Acknowledging state leaders and staff on the front lines of New Jersey’s war on drug addiction, Gov. Chris Christie released a new series of advertisements promoting recovery services that — this time — feature individuals who have benefitted directly from the programs.
TV ads featuring Vanessa Vitolo, a 30-year-old former heroin addict who recently joined Christie for a “listening session” with President Donald Trump, began running late last week on networks throughout the region. Vitolo, who met the governor at a candlelight vigil he hosted at the State House in December, recounts a common story: prescription painkillers for an injury left her addicted and she quickly turned to heroin to feed her cravings before getting help.
“By the time the (prescription) drugs ran out, I was addicted. It happened so fast,” Vitolo states in the ad. “I ended up on the streets where the drugs were cheaper and easier to get. I was a full-blown heroin addict, selling my soul to get high.”
English and Spanish outreach
Radio ads feature James, a recovery aide and former client at the Rescue Mission of Trenton, where he met Christie, who was once a highly-sought football recruit but ended up hooked on heroin and in jail after becoming addicted to prescription painkillers after an injury. A Spanish-language ad features Jorge, who met the governor through programs at Integrity House. Billboards and digital ads on Facebook, Twitter, and other sites are scheduled to go live any day.
On Thursday, Christie unveiled the new commercials for the 1-844-REACH-NJ hotline (or www.reach.nj.gov, which features an online chat service) at a call center in Whippany. That is where he met with Health Commissioner Cathleen Bennett, acting Human Services Commissioner Elizabeth Connolly, Vitolo, and others in recovery, and operators at the state’s 2-1-1 help line — a multipurpose hotline that can assist with issues ranging from housing to human trafficking.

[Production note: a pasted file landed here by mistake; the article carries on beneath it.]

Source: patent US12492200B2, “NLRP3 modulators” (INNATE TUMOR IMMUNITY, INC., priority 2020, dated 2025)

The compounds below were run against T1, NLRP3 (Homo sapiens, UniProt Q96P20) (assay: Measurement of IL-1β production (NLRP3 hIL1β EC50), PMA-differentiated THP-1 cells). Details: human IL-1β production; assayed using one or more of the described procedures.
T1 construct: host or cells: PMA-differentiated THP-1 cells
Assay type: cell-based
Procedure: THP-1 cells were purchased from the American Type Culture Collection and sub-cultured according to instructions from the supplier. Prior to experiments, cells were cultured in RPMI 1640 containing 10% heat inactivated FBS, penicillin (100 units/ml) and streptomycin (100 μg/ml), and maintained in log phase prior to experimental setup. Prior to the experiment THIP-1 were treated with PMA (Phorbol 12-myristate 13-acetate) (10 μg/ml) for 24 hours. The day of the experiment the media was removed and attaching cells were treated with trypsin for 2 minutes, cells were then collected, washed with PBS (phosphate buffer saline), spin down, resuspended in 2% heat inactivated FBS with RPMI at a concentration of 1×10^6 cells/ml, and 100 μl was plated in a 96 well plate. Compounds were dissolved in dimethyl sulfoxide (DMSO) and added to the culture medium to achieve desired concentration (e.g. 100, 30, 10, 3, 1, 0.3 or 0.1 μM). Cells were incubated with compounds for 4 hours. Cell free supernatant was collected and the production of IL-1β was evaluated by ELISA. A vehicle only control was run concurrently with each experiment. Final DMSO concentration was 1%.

Experts at REACH-NJ also handle calls related to addiction and recovery that come into 2-1-1. The system also is integrated with the hotline operated by Rutgers University Behavioral Health System, which was established for Medicaid patients.
“I can also tell you is that the people on these phones are the ones who are really on the front lines. They’re the ones who are giving the information that is needed, they’re the ones who are directing people in the right way. They’re the ones who are you know, putting them on that path to hope,” Christie said, acknowledging that the drug user also has to want to seek help. “But if people don’t know where to go for help when they need it, they can’t even begin that journey.”
REACH-NJ features trained counselors available 24/7 who can connect callers with recovery services throughout the state. They also provide support and other help for family members and can help individuals obtain state-sponsored health insurance, career help and other social services.
The ads, part of a campaign the state initiated in February that could reportedly cost up to $15 million, mark Christie’s latest efforts to connect those with substance use disorders with the help they need to get and stay clean. The first ad for the REACH-NJ hotline — paid from a different fund — launched in late January and primarily featured the governor, prompting questions from some critics who said he was not the most effective messenger to connect with those in need. Since then, the REACH-NJ hotline has fielded some 4,500 calls.
Public outreach only part of plan
The public outreach is just one aspect of Christie’s recent focus on curbing the impact of addiction, which has driven tens of thousands to treatment in recent years and killed some 1,500 state residents in 2015. Nearly nine out of 10 individuals never get the help they need, Christie said on Thursday, and the state’s overdose rate increased 22 percent between 2014 and 2015.
In recent months the governor signed the nation’s toughest ban on opiate prescriptions for acute pain and required insurance companies to cover up to six months of treatment. He has also expanded the use of naloxone, a powerful drug that can quickly reverse opioid overdoses, invested in peer-counseling programs, and sought to expand treatment beds and recovery housing. Last week, Trump named him to head the newly formed President’s Commission on Combatting Drug Addiction and the Opioid Crisis.